Link found between telomeres and pluripotent stem cells

A simple cell ‘twitch’ can determine whether a cell retains its ‘be anything’ superpower or becomes allocated to one single role.

The butterfly effect is a popular analogy; a small, seemingly-inconsequential change, such as a butterfly flapping its wings in a rainforest, can have a dramatic effect on the way events unfold.

So, what do butterflies’ wings have to do Longevity (apart from our logo)? Well, a group of scientists at the Spanish National Cancer Centre (CNIO) has discovered that a stem cell’s future can depend on just one single protein and that protein has the ability to bring about genome-wide change.

Longevity.Technology: Understanding pluripotency – how it is activated and how to harness its power – has great potential for Longevity applications. Being able to prevent aging, repair cells and tissue or regrow damaged organs. If you’re not a biochemist, you might want to grab a coffee to read this one:

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The TRL score for the technology addressed in this article is: “Early proof of concept demonstrated in the laboratory.”

The CNIO team, led by Dr María A Blasco, found that protein, TRF1, is responsible for the regulation of Telomeric Repeat-containing RNAs (TERRAs); TERRAs are long non-coding RNAs (ribonucleic acids) that have transcribed (mapped across) from telomeres. They affect certain genes that control the role cells are given in the early developing embryo [1]. TERRAs have the ability to influence pluripotent genes through Polycomb proteins, proteins that can alter the expressions of certain genes by tagging them with biochemical markers.

Some stem cells are pluripotent, meaning they can differentiate into different types of cells (neurons, white blood cells, muscle or bone cells) as well as being able to renew themselves [2]. Research into pluripotent cells – cells that have the power to become anything – has led to success in regenerating tissue for muscles and organs, as well as using these cells to develop therapies for age-related diseases [3]. Scientists have also been able to switch this pluripotency superpower ‘back-on’ in cells by triggering certain genes; however, this attempt at reactivating pluripotency failed if the TRF1 was not turned on. TRF1 is found in the telomeres, the caps on the ends of chromosomes that function like the plastic tags on the end of shoelaces and prevent DNA fraying, so why would they be essential for pluripotency?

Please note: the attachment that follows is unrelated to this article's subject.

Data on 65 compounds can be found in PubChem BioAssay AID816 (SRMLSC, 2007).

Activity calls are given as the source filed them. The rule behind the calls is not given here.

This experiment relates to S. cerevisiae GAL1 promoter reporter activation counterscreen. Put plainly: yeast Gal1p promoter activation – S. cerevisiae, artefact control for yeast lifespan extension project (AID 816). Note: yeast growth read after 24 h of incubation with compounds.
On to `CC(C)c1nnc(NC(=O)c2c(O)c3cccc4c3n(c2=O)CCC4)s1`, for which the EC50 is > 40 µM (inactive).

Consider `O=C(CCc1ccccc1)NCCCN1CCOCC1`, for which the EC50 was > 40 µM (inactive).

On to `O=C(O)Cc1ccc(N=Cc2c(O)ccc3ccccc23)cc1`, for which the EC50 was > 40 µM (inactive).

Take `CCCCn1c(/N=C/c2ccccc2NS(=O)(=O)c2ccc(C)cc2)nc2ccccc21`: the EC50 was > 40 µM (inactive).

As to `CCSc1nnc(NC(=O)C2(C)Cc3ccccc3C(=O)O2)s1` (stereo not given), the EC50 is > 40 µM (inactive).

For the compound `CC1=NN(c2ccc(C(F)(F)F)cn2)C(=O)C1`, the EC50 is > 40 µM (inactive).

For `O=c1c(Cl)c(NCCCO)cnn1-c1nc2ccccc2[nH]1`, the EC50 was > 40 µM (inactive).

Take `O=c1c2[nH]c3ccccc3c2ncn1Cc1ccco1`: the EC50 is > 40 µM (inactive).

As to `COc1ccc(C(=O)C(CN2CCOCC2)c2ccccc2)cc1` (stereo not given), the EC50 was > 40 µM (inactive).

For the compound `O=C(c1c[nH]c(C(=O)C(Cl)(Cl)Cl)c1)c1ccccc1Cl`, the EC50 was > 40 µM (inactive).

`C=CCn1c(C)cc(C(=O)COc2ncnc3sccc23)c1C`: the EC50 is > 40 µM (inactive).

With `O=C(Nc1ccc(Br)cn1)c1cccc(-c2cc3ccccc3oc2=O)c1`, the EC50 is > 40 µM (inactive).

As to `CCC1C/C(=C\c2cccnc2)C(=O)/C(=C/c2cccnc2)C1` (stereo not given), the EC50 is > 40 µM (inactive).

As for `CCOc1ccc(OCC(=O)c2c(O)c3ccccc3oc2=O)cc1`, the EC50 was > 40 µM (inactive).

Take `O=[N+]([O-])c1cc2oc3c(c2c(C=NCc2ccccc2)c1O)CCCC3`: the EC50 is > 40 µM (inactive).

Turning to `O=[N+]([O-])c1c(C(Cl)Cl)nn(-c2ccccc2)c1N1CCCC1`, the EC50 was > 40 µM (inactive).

Dr Blasco says: “We could not understand how a gene that deals with telomere maintenance has such a profound effect on a global process like pluripotency.” Dr Blasco and her team decided to prevent the expression of TRF1 and analyse the whole genome with various random searches to see if they could find out what was happening, rather like sampling a forest from a few random leaves. “We saw that TRF1 had an enormous, but very organised, effect,” explained Dr Blasco [4], going on to explain that her team observed many altered gene expressions, with over 80% of those expression alterations connected to pluripotency and many of the genes being controlled by Polycomb proteins [5]. She added: “These findings tell us that TRF1 is essential for reprogramming specialised cells and for maintaining pluripotency [6].”

Explaining their “unprecedented findings”, the researchers wrote in eLife that TRF1: “exerts a butterfly effect on the transcription of pluripotent cells, by altering the epigenetic landscape of these cells through a novel mechanism, which involves TERRA-mediated changes in the action of polycomb [7].”

To be able to harness the superpower of pluripotency is an important step on the road to Longevity.

[1] https://www.ncbi.nlm.nih.gov/pubmed/28765174
[2] https://www.ncbi.nlm.nih.gov/pmc/articles/PMC4699068/
[3] https://bit.ly/31ZlZLI
[4] https://bit.ly/2ZvnUdL
[5] https://elifesciences.org/articles/44656
[6] https://bit.ly/2Hn0nRL
[7] https://www.sciencedaily.com/releases/2019/08/190820101431.htm
Eleanor Garth
Staff Writer and Community Manager Following a degree in Classics, Eleanor organised biomedical engineering conferences and provided research support at Imperial College London and various London hospitals, before working as a science and medicine journalist.

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